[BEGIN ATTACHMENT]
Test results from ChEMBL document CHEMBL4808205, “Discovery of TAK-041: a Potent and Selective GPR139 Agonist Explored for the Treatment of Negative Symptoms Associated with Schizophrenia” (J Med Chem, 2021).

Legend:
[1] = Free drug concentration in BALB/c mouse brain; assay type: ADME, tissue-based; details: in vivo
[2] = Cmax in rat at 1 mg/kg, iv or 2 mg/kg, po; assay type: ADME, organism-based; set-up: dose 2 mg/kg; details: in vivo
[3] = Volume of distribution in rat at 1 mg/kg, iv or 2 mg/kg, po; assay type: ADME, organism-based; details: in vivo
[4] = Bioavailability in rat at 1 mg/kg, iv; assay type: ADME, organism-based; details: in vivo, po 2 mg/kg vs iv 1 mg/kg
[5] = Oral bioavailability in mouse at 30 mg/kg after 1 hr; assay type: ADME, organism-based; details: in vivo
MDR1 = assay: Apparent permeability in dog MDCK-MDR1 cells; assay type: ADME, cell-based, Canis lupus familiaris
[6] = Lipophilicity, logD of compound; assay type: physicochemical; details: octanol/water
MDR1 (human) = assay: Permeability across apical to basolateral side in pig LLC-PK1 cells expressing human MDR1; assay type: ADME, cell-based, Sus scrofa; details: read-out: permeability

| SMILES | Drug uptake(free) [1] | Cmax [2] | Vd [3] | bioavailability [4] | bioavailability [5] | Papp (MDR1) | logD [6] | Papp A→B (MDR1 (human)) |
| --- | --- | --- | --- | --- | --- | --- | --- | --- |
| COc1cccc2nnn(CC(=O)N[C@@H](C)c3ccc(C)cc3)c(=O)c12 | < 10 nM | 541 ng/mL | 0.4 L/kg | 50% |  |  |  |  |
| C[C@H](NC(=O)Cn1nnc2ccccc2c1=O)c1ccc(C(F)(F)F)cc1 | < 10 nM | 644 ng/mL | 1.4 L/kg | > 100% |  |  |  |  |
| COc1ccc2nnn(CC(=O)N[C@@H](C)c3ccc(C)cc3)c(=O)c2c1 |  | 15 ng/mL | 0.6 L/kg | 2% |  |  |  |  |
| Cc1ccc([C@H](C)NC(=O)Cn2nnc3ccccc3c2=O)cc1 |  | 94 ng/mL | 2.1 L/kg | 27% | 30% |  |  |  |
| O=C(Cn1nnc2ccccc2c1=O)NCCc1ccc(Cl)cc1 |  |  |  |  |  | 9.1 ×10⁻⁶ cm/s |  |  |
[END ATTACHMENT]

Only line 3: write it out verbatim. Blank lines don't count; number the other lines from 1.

[1] = Free drug concentration in BALB/c mouse brain; assay type: ADME, tissue-based; details: in vivo